Monday, March 13, 2023
How to Make Peace with Canada Geese
Ah yes. We live along side them and they are no real threat unless you push it. They are more visible than raccoons or coyotes in particular. All have found living about us much better than out in the wilderness.
Eventually we will have to collect and harvest a portion every year to keep it cool. It may be a simple as collecting goslings and feeding them up to harvest weight. Things like that need to happen that way in order to provide salable meat. Likely we need to so the same with many other critters.
Deer are also tentavely moving in as well. The best solution for them is to come in during the night to evade preditors. They are quite likely to figure this out because we get nervous if a wolf or mountain lion comes on in.
I do recall how in the amozon, a native village needed to move out to a new location. Coming with them was an actual menagerie of the local wildlife who depended on them for protection from the nightly visits of Jaguars.
We have way to go yet, but do not be surprised. Now we know why house cats moved in. plenty of vemin to eat and protection from bigger cats.
How to Make Peace with Canada Geese
We’ve been at war with the angry birds for centuries. Are they an invasive species, or are we?
BY TOM JOKINEN
Published 6:30, Feb. 6, 2023
AT THE University of Manitoba Fort Garry campus in Winnipeg, near the entrance to the brutalist limestone Duff Roblin Building, I find myself in a staring match with an adult Canada goose. He stands on one leg. His eyes are black, glossy. Nearby is the female partner, settled on a nest. The nest is on a long, narrow cement planter, bare this early in the spring, between an industrial HVAC unit and a busy walkway. The pathway is littered with green-black goose droppings, piled outside the building entrance like cigarette butts. Behind me: another goose, a third, then a fourth. More and more black eyes that seem to look through me. The effect is Hitchcockian: as in the film The Birds, they seem to be biding their time pending a collective decision to attack, lest I blink, which I don’t.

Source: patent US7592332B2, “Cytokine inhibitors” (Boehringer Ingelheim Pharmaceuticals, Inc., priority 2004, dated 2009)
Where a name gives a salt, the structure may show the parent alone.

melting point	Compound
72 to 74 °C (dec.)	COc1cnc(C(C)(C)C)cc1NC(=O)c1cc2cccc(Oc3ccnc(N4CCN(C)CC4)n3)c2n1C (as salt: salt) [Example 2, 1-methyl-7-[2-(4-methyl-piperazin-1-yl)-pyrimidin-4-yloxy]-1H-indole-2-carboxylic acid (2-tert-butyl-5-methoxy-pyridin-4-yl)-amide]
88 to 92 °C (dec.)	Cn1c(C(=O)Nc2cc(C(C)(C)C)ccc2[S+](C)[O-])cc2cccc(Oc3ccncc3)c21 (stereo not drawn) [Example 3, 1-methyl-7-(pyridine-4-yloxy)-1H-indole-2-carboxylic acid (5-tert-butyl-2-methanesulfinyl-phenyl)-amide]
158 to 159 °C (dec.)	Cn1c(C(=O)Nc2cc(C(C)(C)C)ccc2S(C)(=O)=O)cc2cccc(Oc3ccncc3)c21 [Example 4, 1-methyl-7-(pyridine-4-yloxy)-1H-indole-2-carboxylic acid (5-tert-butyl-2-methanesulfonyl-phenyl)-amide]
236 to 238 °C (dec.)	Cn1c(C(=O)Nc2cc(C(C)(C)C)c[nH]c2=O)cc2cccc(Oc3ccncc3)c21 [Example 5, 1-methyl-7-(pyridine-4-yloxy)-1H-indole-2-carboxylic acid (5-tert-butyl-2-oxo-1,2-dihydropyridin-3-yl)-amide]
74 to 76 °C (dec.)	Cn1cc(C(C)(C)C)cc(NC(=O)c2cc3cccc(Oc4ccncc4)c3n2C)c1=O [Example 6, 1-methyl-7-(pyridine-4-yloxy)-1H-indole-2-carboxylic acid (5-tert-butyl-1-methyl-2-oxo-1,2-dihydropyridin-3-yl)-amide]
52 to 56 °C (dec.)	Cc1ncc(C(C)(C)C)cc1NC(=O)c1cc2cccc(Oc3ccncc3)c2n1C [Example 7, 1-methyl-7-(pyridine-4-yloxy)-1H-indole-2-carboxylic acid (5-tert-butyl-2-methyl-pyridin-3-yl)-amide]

Last spring, according to Lyle Morin, the university’s manager of general services, there were 300 adult Canada geese nesting on campus. With a student population of around 30,000, the ratio is significant: encounters happen. Male geese protect their nests aggressively. The wing protuberance at what we would consider an elbow in humans is called an alula, and it can strike like a mallet. Also, the average adult goose, which can weigh anywhere between 3 and 9 kilograms, produces about 1 kilogram of droppings a day (the weight of a cabbage), at a rate of one unit every ten to twenty minutes, so encounters happen underfoot too. And it’s not just a campus problem. In Winnipeg, come spring, pairs of Canada geese nest in highway medians; along retention ponds; in the Ikea parking lot where I’ve seen them stare down a Subaru and win (the Subaru backed off); and outside the Royal Canadian Mint, where they eat and eat and eat the grass and then, every ten to twenty minutes, return it, transubstantiated. The city says there are between 2,000 and 3,000 adult geese and goslings living in retention ponds each summer. The number of migratory geese, which don’t nest in the city but stop nearby to refuel on their way north, varies between 50,000 and 120,000 depending on the year.
When the snow melts every year, city dwellers across the country and Canada geese are locked in an odd, existential boxer’s clinch: Who’s winning? Who’ll blink first? It’s the rare urban wildlife encounter where the wildlife doesn’t act wild at all but, rather, smug and superior. The seasonal V-shaped honking flock overhead is as haunting as it is iconic, one in the settler’s starter pack of romantic Canadian imagery along with Mountie red serge and the Tragically Hip. We simultaneously love geese and the sound of them (which the Canadian nature PSA program Hinterland Who’s Who described as a deep “ka-lunk”) while, particularly in cities, we are also deeply annoyed by them.
The romantic link is strong. Joni Mitchell released her song “Urge for Going” as a B-side (to the single “You Turn Me On, I’m a Radio”) in 1972. “See the geese in chevron flight,” the song goes, “flapping and racing on before the snow.” Joni’s lyrics aside, Canada geese are neither picturesque nor evocative on purpose: the theory is that geese fly in a “V” for the aerodynamic benefit, with birds drafting off each other like cyclists in a Tour de France peloton. Still, airborne, they are deeply loved by those who like their symbolism with feathers (loon, goose, rock ptarmigan: all regional symbols of Canadianness). On the ground, though, it’s a more complicated relationship between them and us—one that has always been strained.